England’s Ban on Plastic Stirrers, Straws Takes Effect

There are exemptions for people with disabilities or certain medical conditions.

October 02, 2020

LONDON—To reduce plastic pollution, England has banned plastic straws and stirrers effective yesterday, CBNC reports. The ban also includes plastic cotton buds but includes exemptions for people with disabilities and certain medical conditions.

The government estimated 4.7 billion plastic straws and 316 million plastic stirrers are used—and thrown away—in Britain annually. Many bars and restaurants had already switched to paper straws and biodegradable stirrers.

The rules had been scheduled to begin in April, but officials changed the deadline because of the coronavirus pandemic and “disruption to businesses.” In August, the government announced it would double the charge for single-use plastic bags to 10 pence (about 13 cents) starting in April 2021.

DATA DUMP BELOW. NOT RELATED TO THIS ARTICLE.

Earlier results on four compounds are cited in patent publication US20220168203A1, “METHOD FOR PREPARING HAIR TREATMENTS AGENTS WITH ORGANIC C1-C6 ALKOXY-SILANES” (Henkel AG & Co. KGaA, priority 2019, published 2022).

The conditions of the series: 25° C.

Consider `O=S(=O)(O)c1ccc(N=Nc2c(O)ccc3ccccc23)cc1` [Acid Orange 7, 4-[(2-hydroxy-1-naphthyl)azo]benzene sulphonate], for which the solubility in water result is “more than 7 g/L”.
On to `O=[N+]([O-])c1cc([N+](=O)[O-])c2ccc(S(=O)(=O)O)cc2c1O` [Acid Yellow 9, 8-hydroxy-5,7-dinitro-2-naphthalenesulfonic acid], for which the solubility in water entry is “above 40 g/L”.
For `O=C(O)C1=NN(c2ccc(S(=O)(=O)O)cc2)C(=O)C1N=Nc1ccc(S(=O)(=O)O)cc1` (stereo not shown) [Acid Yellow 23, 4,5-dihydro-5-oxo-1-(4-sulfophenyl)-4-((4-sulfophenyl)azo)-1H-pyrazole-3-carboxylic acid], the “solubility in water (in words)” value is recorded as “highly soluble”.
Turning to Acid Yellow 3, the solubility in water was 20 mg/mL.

The measures come as more businesses move to lower their use of plastic. For example, the Lego Group said it would slowly eliminate single-use plastic bags in products by 2025, and it will run a pilot program of recyclable paper bags in 2021. Last October, Unilever announced it would decrease its use of virgin plastic by half by 2025.

Meanwhile, in the United States, a group of retailers wants to find an alternative to single-use plastic bags. The Center for the Circular Economy at Closed Loop Partners, founded by Target, Walmart and CVS Health, wants to identify, test and implement alternatives to plastic bags used at retail.

On Tuesday, the New Jersey Assembly and Senate also passed a bill that would ban film plastic bags, polystyrene food containers and other products such as plates, cups, food trays and utensils. The bill is the most wide-ranging in the U.S.

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